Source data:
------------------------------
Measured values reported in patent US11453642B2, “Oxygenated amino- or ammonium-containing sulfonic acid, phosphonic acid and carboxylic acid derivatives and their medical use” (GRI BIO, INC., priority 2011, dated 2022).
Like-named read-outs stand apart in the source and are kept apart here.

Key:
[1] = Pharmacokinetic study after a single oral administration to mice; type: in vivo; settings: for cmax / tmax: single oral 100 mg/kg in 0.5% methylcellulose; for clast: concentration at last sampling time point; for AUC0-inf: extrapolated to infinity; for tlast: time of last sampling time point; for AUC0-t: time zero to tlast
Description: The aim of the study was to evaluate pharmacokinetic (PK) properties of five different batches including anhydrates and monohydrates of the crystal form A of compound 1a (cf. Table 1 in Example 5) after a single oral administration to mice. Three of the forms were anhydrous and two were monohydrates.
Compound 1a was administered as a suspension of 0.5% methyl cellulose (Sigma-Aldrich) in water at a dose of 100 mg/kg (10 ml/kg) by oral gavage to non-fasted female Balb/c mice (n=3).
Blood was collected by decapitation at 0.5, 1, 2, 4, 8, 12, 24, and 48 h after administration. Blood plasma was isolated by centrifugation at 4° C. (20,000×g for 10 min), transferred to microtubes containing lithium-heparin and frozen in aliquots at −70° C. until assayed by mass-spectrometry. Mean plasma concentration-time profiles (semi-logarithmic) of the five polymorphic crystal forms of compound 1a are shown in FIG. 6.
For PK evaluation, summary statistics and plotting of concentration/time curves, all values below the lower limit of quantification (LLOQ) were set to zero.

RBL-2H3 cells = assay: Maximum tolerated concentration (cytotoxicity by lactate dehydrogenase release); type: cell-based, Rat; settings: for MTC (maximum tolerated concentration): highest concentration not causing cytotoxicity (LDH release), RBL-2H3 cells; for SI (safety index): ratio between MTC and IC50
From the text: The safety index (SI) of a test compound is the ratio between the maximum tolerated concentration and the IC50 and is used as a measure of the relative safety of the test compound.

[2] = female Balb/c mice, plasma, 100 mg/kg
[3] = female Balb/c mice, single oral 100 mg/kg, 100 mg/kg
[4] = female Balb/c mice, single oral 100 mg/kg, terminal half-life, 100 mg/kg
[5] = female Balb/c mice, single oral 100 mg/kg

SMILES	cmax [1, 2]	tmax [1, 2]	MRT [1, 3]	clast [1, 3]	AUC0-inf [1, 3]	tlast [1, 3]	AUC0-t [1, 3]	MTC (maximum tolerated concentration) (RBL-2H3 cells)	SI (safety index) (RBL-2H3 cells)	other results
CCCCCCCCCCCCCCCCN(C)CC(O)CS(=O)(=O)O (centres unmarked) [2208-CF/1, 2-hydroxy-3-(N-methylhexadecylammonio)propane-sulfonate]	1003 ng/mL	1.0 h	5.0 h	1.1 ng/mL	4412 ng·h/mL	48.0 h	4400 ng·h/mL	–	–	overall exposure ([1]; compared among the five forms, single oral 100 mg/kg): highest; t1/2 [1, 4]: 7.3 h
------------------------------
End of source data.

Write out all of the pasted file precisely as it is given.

Measured values reported in patent US11453642B2, “Oxygenated amino- or ammonium-containing sulfonic acid, phosphonic acid and carboxylic acid derivatives and their medical use” (GRI BIO, INC., priority 2011, dated 2022).
Like-named read-outs stand apart in the source and are kept apart here.

Key:
[1] = Pharmacokinetic study after a single oral administration to mice; type: in vivo; settings: for cmax / tmax: single oral 100 mg/kg in 0.5% methylcellulose; for clast: concentration at last sampling time point; for AUC0-inf: extrapolated to infinity; for tlast: time of last sampling time point; for AUC0-t: time zero to tlast
Description: The aim of the study was to evaluate pharmacokinetic (PK) properties of five different batches including anhydrates and monohydrates of the crystal form A of compound 1a (cf. Table 1 in Example 5) after a single oral administration to mice. Three of the forms were anhydrous and two were monohydrates.
Compound 1a was administered as a suspension of 0.5% methyl cellulose (Sigma-Aldrich) in water at a dose of 100 mg/kg (10 ml/kg) by oral gavage to non-fasted female Balb/c mice (n=3).
Blood was collected by decapitation at 0.5, 1, 2, 4, 8, 12, 24, and 48 h after administration. Blood plasma was isolated by centrifugation at 4° C. (20,000×g for 10 min), transferred to microtubes containing lithium-heparin and frozen in aliquots at −70° C. until assayed by mass-spectrometry. Mean plasma concentration-time profiles (semi-logarithmic) of the five polymorphic crystal forms of compound 1a are shown in FIG. 6.
For PK evaluation, summary statistics and plotting of concentration/time curves, all values below the lower limit of quantification (LLOQ) were set to zero.

RBL-2H3 cells = assay: Maximum tolerated concentration (cytotoxicity by lactate dehydrogenase release); type: cell-based, Rat; settings: for MTC (maximum tolerated concentration): highest concentration not causing cytotoxicity (LDH release), RBL-2H3 cells; for SI (safety index): ratio between MTC and IC50
From the text: The safety index (SI) of a test compound is the ratio between the maximum tolerated concentration and the IC50 and is used as a measure of the relative safety of the test compound.

[2] = female Balb/c mice, plasma, 100 mg/kg
[3] = female Balb/c mice, single oral 100 mg/kg, 100 mg/kg
[4] = female Balb/c mice, single oral 100 mg/kg, terminal half-life, 100 mg/kg
[5] = female Balb/c mice, single oral 100 mg/kg

SMILES	cmax [1, 2]	tmax [1, 2]	MRT [1, 3]	clast [1, 3]	AUC0-inf [1, 3]	tlast [1, 3]	AUC0-t [1, 3]	MTC (maximum tolerated concentration) (RBL-2H3 cells)	SI (safety index) (RBL-2H3 cells)	other results
CCCCCCCCCCCCCCCCN(C)CC(O)CS(=O)(=O)O (centres unmarked) [2208-CF/1, 2-hydroxy-3-(N-methylhexadecylammonio)propane-sulfonate]	1003 ng/mL	1.0 h	5.0 h	1.1 ng/mL	4412 ng·h/mL	48.0 h	4400 ng·h/mL	–	–	overall exposure ([1]; compared among the five forms, single oral 100 mg/kg): highest; t1/2 [1, 4]: 7.3 h